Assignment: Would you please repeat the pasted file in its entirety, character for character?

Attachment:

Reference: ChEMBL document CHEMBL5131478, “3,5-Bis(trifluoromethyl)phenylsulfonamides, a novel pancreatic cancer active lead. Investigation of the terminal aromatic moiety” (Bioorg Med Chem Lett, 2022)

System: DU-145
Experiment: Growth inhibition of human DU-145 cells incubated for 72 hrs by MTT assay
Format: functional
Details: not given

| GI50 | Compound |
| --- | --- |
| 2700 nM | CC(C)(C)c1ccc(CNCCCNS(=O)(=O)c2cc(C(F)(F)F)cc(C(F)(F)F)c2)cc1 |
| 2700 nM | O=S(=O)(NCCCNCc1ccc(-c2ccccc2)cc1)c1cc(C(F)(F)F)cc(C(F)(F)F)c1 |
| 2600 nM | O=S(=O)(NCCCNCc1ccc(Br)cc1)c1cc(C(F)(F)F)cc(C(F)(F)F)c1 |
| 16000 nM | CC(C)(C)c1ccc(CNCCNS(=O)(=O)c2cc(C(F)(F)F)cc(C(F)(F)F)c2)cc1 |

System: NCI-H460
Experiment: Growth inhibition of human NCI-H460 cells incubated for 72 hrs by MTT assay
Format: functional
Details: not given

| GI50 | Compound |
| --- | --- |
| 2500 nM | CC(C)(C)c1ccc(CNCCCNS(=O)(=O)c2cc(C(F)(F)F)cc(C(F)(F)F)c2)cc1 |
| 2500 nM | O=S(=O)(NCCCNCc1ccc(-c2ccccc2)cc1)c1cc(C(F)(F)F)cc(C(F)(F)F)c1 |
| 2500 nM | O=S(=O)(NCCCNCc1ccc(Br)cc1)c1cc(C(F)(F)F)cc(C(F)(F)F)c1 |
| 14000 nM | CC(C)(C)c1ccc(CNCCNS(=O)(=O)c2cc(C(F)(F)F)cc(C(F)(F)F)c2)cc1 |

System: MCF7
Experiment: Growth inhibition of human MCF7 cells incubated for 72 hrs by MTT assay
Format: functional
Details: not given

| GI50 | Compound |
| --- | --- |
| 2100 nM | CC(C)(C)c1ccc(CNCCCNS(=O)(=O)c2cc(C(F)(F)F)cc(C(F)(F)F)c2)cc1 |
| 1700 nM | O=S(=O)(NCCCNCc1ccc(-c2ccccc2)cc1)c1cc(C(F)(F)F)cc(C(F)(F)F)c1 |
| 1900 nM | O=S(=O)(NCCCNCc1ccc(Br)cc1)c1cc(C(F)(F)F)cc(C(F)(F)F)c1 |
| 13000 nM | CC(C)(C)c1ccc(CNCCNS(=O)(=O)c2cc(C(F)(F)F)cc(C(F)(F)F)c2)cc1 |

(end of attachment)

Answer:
Reference: ChEMBL document CHEMBL5131478, “3,5-Bis(trifluoromethyl)phenylsulfonamides, a novel pancreatic cancer active lead. Investigation of the terminal aromatic moiety” (Bioorg Med Chem Lett, 2022)

System: DU-145
Experiment: Growth inhibition of human DU-145 cells incubated for 72 hrs by MTT assay
Format: functional
Details: not given

| GI50 | Compound |
| --- | --- |
| 2700 nM | CC(C)(C)c1ccc(CNCCCNS(=O)(=O)c2cc(C(F)(F)F)cc(C(F)(F)F)c2)cc1 |
| 2700 nM | O=S(=O)(NCCCNCc1ccc(-c2ccccc2)cc1)c1cc(C(F)(F)F)cc(C(F)(F)F)c1 |
| 2600 nM | O=S(=O)(NCCCNCc1ccc(Br)cc1)c1cc(C(F)(F)F)cc(C(F)(F)F)c1 |
| 16000 nM | CC(C)(C)c1ccc(CNCCNS(=O)(=O)c2cc(C(F)(F)F)cc(C(F)(F)F)c2)cc1 |

System: NCI-H460
Experiment: Growth inhibition of human NCI-H460 cells incubated for 72 hrs by MTT assay
Format: functional
Details: not given

| GI50 | Compound |
| --- | --- |
| 2500 nM | CC(C)(C)c1ccc(CNCCCNS(=O)(=O)c2cc(C(F)(F)F)cc(C(F)(F)F)c2)cc1 |
| 2500 nM | O=S(=O)(NCCCNCc1ccc(-c2ccccc2)cc1)c1cc(C(F)(F)F)cc(C(F)(F)F)c1 |
| 2500 nM | O=S(=O)(NCCCNCc1ccc(Br)cc1)c1cc(C(F)(F)F)cc(C(F)(F)F)c1 |
| 14000 nM | CC(C)(C)c1ccc(CNCCNS(=O)(=O)c2cc(C(F)(F)F)cc(C(F)(F)F)c2)cc1 |

System: MCF7
Experiment: Growth inhibition of human MCF7 cells incubated for 72 hrs by MTT assay
Format: functional
Details: not given

| GI50 | Compound |
| --- | --- |
| 2100 nM | CC(C)(C)c1ccc(CNCCCNS(=O)(=O)c2cc(C(F)(F)F)cc(C(F)(F)F)c2)cc1 |
| 1700 nM | O=S(=O)(NCCCNCc1ccc(-c2ccccc2)cc1)c1cc(C(F)(F)F)cc(C(F)(F)F)c1 |
| 1900 nM | O=S(=O)(NCCCNCc1ccc(Br)cc1)c1cc(C(F)(F)F)cc(C(F)(F)F)c1 |
| 13000 nM | CC(C)(C)c1ccc(CNCCNS(=O)(=O)c2cc(C(F)(F)F)cc(C(F)(F)F)c2)cc1 |